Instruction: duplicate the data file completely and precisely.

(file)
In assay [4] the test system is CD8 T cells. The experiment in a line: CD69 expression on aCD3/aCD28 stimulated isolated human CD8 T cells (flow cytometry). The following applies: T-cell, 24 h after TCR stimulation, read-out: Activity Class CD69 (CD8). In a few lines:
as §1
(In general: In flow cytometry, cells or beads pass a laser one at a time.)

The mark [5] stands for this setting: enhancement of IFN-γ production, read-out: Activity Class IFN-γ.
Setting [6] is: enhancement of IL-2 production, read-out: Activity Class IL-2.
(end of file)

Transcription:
In assay [4] the test system is CD8 T cells. The experiment in a line: CD69 expression on aCD3/aCD28 stimulated isolated human CD8 T cells (flow cytometry). The following applies: T-cell, 24 h after TCR stimulation, read-out: Activity Class CD69 (CD8). In a few lines:
as §1
(In general: In flow cytometry, cells or beads pass a laser one at a time.)

The mark [5] stands for this setting: enhancement of IFN-γ production, read-out: Activity Class IFN-γ.
Setting [6] is: enhancement of IL-2 production, read-out: Activity Class IL-2.